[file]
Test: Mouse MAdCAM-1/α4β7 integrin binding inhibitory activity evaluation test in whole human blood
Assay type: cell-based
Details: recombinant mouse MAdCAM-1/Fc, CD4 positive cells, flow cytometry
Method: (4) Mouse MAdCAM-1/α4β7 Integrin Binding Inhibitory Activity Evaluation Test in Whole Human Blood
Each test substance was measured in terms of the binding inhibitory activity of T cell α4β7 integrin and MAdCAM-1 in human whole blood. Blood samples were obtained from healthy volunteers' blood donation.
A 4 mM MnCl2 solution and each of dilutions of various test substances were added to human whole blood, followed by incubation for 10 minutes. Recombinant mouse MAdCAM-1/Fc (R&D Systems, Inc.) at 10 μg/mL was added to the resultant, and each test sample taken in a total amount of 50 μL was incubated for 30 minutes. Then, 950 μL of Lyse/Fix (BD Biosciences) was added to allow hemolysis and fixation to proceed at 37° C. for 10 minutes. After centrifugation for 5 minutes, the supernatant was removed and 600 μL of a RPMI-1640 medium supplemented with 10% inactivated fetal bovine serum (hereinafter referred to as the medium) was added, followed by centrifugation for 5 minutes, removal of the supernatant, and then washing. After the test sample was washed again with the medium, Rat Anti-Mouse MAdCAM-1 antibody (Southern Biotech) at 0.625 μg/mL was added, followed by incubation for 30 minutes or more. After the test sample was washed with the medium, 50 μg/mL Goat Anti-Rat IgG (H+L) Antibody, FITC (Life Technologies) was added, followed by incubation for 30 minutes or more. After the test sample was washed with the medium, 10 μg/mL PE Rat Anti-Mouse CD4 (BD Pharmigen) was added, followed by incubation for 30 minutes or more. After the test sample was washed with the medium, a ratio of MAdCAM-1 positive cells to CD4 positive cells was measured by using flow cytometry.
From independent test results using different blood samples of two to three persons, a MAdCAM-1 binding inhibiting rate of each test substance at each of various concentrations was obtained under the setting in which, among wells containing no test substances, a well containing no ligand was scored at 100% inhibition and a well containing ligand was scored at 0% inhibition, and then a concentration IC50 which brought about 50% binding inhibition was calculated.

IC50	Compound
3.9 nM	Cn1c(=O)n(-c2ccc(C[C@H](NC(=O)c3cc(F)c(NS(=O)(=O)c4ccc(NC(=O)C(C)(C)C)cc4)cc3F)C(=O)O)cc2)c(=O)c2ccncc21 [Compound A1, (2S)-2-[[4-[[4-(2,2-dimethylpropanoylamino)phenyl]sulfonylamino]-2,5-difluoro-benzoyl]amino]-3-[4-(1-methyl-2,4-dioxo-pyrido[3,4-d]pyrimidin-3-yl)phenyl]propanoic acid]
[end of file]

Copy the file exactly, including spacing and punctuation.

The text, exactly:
Test: Mouse MAdCAM-1/α4β7 integrin binding inhibitory activity evaluation test in whole human blood
Assay type: cell-based
Details: recombinant mouse MAdCAM-1/Fc, CD4 positive cells, flow cytometry
Method: (4) Mouse MAdCAM-1/α4β7 Integrin Binding Inhibitory Activity Evaluation Test in Whole Human Blood
Each test substance was measured in terms of the binding inhibitory activity of T cell α4β7 integrin and MAdCAM-1 in human whole blood. Blood samples were obtained from healthy volunteers' blood donation.
A 4 mM MnCl2 solution and each of dilutions of various test substances were added to human whole blood, followed by incubation for 10 minutes. Recombinant mouse MAdCAM-1/Fc (R&D Systems, Inc.) at 10 μg/mL was added to the resultant, and each test sample taken in a total amount of 50 μL was incubated for 30 minutes. Then, 950 μL of Lyse/Fix (BD Biosciences) was added to allow hemolysis and fixation to proceed at 37° C. for 10 minutes. After centrifugation for 5 minutes, the supernatant was removed and 600 μL of a RPMI-1640 medium supplemented with 10% inactivated fetal bovine serum (hereinafter referred to as the medium) was added, followed by centrifugation for 5 minutes, removal of the supernatant, and then washing. After the test sample was washed again with the medium, Rat Anti-Mouse MAdCAM-1 antibody (Southern Biotech) at 0.625 μg/mL was added, followed by incubation for 30 minutes or more. After the test sample was washed with the medium, 50 μg/mL Goat Anti-Rat IgG (H+L) Antibody, FITC (Life Technologies) was added, followed by incubation for 30 minutes or more. After the test sample was washed with the medium, 10 μg/mL PE Rat Anti-Mouse CD4 (BD Pharmigen) was added, followed by incubation for 30 minutes or more. After the test sample was washed with the medium, a ratio of MAdCAM-1 positive cells to CD4 positive cells was measured by using flow cytometry.
From independent test results using different blood samples of two to three persons, a MAdCAM-1 binding inhibiting rate of each test substance at each of various concentrations was obtained under the setting in which, among wells containing no test substances, a well containing no ligand was scored at 100% inhibition and a well containing ligand was scored at 0% inhibition, and then a concentration IC50 which brought about 50% binding inhibition was calculated.

IC50	Compound
3.9 nM	Cn1c(=O)n(-c2ccc(C[C@H](NC(=O)c3cc(F)c(NS(=O)(=O)c4ccc(NC(=O)C(C)(C)C)cc4)cc3F)C(=O)O)cc2)c(=O)c2ccncc21 [Compound A1, (2S)-2-[[4-[[4-(2,2-dimethylpropanoylamino)phenyl]sulfonylamino]-2,5-difluoro-benzoyl]amino]-3-[4-(1-methyl-2,4-dioxo-pyrido[3,4-d]pyrimidin-3-yl)phenyl]propanoic acid]